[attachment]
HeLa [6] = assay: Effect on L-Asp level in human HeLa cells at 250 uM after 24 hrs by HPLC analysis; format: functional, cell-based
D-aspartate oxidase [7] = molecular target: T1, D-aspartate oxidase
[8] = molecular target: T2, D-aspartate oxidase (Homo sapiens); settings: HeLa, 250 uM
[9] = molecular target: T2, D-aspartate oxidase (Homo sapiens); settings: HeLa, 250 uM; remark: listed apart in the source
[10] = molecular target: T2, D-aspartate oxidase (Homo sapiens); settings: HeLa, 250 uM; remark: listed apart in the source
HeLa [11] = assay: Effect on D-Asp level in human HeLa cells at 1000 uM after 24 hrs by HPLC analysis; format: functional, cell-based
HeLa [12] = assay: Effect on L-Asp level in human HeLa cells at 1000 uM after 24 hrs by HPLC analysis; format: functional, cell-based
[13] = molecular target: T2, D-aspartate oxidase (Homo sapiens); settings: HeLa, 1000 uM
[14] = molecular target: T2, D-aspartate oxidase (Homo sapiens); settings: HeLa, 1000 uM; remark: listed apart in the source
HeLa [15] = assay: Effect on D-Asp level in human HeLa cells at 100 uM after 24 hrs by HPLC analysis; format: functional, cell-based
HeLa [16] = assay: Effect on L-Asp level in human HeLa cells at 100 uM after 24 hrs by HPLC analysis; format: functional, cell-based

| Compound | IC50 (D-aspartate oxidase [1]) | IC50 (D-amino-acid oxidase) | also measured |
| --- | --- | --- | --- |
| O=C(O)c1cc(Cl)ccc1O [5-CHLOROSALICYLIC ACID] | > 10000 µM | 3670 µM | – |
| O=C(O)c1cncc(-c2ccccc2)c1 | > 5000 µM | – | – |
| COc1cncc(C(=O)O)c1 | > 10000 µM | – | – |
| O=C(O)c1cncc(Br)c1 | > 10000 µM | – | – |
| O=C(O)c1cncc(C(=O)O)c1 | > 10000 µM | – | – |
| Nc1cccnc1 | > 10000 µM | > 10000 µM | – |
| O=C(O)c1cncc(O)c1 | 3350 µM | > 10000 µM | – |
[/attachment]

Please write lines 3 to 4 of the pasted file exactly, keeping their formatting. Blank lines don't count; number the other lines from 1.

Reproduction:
[8] = molecular target: T2, D-aspartate oxidase (Homo sapiens); settings: HeLa, 250 uM
[9] = molecular target: T2, D-aspartate oxidase (Homo sapiens); settings: HeLa, 250 uM; remark: listed apart in the source